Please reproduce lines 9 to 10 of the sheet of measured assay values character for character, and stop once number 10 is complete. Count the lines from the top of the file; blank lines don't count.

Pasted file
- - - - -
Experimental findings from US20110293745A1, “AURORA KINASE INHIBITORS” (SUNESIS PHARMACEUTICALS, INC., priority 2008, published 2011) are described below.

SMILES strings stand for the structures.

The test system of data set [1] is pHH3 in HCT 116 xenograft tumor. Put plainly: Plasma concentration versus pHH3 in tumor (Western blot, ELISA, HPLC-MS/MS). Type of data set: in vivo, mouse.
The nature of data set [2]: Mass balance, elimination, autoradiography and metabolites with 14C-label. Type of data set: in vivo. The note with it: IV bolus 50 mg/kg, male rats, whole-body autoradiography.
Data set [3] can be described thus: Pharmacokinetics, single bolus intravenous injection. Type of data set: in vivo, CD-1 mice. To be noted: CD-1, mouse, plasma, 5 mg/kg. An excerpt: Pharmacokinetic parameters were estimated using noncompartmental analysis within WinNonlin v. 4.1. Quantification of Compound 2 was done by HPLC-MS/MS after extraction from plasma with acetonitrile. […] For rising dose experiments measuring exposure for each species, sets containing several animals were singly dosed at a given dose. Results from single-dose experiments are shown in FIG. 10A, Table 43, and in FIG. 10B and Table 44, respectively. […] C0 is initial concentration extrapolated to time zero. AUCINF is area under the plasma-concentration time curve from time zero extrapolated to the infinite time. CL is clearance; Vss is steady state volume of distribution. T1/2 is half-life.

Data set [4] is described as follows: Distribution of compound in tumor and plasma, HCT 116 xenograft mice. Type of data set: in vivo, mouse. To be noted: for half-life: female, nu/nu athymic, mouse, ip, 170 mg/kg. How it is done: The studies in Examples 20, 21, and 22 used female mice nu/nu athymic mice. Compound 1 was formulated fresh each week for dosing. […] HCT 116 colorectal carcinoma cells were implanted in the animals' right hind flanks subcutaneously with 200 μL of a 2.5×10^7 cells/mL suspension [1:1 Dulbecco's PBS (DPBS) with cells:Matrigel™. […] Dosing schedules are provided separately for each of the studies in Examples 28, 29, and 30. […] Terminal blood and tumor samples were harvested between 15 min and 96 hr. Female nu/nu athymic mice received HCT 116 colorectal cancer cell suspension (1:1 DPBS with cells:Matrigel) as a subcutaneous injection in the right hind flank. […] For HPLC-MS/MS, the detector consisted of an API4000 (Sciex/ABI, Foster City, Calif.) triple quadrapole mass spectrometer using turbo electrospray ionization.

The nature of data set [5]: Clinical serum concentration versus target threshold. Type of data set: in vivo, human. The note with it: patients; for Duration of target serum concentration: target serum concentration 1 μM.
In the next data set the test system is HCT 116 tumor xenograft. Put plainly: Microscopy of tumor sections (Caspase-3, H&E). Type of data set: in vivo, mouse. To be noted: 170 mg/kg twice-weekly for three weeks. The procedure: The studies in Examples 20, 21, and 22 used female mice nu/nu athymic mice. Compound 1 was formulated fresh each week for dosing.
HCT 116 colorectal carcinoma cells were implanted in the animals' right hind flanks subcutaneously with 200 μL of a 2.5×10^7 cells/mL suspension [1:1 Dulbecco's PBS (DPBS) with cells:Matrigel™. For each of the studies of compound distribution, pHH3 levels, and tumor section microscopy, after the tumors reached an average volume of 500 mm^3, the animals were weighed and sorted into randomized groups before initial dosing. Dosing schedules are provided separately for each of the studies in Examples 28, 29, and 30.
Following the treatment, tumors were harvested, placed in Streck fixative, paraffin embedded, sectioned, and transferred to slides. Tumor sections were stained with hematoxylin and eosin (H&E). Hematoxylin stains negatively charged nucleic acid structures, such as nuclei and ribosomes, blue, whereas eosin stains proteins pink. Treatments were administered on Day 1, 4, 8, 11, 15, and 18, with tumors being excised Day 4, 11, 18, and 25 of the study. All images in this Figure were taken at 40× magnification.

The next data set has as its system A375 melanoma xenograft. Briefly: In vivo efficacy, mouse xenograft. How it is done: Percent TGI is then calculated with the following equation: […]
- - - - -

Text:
HCT 116 colorectal carcinoma cells were implanted in the animals' right hind flanks subcutaneously with 200 μL of a 2.5×10^7 cells/mL suspension [1:1 Dulbecco's PBS (DPBS) with cells:Matrigel™. For each of the studies of compound distribution, pHH3 levels, and tumor section microscopy, after the tumors reached an average volume of 500 mm^3, the animals were weighed and sorted into randomized groups before initial dosing. Dosing schedules are provided separately for each of the studies in Examples 28, 29, and 30.
Following the treatment, tumors were harvested, placed in Streck fixative, paraffin embedded, sectioned, and transferred to slides. Tumor sections were stained with hematoxylin and eosin (H&E). Hematoxylin stains negatively charged nucleic acid structures, such as nuclei and ribosomes, blue, whereas eosin stains proteins pink. Treatments were administered on Day 1, 4, 8, 11, 15, and 18, with tumors being excised Day 4, 11, 18, and 25 of the study. All images in this Figure were taken at 40× magnification.